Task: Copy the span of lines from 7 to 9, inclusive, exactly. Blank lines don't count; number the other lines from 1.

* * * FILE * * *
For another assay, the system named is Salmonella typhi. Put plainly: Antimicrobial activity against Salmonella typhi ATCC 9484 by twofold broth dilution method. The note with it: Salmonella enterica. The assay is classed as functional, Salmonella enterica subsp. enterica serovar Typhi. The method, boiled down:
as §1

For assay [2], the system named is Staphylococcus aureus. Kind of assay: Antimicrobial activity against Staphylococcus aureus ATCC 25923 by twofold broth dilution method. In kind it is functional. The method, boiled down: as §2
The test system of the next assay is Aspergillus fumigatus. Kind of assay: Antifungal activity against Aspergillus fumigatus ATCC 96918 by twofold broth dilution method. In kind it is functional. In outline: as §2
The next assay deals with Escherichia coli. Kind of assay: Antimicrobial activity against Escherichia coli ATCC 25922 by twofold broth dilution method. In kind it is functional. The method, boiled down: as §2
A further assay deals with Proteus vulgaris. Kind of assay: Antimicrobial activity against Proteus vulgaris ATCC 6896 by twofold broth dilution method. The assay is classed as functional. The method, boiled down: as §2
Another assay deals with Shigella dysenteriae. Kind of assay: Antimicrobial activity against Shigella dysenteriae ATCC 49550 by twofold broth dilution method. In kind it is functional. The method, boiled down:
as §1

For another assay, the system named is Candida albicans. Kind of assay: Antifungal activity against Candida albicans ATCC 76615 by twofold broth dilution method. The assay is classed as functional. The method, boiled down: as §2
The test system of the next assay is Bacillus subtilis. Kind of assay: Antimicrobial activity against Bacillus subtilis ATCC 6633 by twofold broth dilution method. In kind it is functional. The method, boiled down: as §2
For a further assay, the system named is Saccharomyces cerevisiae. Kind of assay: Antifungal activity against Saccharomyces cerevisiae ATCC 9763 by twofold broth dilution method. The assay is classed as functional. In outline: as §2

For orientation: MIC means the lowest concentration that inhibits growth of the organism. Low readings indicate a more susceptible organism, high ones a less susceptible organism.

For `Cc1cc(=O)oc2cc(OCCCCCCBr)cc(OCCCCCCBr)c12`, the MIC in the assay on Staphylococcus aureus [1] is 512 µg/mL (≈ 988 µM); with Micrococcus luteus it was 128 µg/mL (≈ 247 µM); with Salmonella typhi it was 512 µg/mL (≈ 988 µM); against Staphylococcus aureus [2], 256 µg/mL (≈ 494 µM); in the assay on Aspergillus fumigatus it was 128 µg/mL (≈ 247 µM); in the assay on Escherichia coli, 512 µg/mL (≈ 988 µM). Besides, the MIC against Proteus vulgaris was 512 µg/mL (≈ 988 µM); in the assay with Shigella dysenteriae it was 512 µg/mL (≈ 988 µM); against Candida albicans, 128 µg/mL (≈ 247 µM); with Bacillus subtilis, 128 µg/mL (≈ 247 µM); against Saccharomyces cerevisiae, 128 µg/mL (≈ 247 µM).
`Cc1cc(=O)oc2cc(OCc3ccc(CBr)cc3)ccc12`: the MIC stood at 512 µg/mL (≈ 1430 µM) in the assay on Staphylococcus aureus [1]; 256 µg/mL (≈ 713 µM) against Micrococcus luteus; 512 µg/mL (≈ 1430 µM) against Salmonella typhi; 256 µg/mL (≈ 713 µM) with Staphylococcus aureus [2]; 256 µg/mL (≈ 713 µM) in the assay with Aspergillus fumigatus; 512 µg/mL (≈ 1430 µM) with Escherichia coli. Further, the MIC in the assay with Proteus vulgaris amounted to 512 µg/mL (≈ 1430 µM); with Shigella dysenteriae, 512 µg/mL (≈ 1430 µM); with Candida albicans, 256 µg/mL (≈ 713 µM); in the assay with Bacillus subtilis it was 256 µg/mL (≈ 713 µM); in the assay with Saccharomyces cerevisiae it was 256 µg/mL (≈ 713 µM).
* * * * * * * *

Another assay deals with Shigella dysenteriae. Kind of assay: Antimicrobial activity against Shigella dysenteriae ATCC 49550 by twofold broth dilution method. In kind it is functional. The method, boiled down:
as §1

For another assay, the system named is Candida albicans. Kind of assay: Antifungal activity against Candida albicans ATCC 76615 by twofold broth dilution method. The assay is classed as functional. The method, boiled down: as §2